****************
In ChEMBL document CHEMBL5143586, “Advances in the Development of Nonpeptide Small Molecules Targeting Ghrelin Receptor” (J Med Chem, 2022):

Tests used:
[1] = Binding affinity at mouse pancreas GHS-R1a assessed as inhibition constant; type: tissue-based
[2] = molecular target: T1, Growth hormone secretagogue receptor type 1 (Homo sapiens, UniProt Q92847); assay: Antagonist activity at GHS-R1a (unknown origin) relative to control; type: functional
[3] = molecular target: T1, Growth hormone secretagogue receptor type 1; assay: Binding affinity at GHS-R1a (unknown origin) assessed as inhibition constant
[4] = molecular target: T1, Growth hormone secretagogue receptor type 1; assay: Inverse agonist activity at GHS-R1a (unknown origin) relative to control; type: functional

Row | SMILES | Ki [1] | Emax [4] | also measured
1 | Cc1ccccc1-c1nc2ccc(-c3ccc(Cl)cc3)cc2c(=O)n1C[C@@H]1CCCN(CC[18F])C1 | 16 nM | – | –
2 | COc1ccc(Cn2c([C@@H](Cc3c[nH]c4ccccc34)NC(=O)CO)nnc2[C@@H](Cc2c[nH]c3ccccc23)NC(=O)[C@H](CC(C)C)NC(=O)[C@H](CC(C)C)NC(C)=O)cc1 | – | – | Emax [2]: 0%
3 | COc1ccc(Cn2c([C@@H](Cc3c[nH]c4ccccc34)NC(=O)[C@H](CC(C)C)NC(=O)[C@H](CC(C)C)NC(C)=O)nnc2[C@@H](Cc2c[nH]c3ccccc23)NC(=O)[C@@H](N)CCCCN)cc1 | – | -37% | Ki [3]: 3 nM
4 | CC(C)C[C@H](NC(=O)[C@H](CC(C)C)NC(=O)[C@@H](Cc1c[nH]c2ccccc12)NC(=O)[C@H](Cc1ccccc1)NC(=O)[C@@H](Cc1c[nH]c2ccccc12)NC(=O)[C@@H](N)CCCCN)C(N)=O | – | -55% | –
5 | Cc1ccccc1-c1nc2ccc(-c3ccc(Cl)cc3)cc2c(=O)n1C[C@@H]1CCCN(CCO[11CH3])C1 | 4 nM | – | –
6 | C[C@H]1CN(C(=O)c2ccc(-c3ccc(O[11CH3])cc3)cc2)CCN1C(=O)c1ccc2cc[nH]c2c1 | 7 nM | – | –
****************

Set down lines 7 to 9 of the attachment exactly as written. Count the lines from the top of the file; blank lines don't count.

Row | SMILES | Ki [1] | Emax [4] | also measured
1 | Cc1ccccc1-c1nc2ccc(-c3ccc(Cl)cc3)cc2c(=O)n1C[C@@H]1CCCN(CC[18F])C1 | 16 nM | – | –
2 | COc1ccc(Cn2c([C@@H](Cc3c[nH]c4ccccc34)NC(=O)CO)nnc2[C@@H](Cc2c[nH]c3ccccc23)NC(=O)[C@H](CC(C)C)NC(=O)[C@H](CC(C)C)NC(C)=O)cc1 | – | – | Emax [2]: 0%